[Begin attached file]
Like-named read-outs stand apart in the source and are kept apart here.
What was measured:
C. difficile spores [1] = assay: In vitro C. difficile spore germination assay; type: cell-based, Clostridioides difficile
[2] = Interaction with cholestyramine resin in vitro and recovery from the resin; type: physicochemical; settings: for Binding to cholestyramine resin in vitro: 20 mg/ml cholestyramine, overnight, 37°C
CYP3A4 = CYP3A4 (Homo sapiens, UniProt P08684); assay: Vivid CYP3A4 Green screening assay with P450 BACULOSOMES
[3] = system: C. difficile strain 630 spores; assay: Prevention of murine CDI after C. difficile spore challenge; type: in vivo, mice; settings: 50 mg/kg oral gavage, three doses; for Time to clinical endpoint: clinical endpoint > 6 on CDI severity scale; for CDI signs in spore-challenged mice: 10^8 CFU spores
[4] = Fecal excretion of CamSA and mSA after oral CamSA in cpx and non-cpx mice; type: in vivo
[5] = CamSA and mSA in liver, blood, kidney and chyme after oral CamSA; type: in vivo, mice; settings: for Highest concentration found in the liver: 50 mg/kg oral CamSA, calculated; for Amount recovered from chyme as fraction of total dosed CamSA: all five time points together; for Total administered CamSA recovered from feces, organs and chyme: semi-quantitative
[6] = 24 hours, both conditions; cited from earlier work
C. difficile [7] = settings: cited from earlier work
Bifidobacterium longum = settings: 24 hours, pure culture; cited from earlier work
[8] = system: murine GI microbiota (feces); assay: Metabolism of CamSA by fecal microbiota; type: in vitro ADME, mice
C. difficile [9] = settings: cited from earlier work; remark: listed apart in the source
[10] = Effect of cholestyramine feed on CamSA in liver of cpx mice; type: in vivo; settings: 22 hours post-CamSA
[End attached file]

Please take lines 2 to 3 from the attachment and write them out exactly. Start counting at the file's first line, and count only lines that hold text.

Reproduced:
What was measured:
C. difficile spores [1] = assay: In vitro C. difficile spore germination assay; type: cell-based, Clostridioides difficile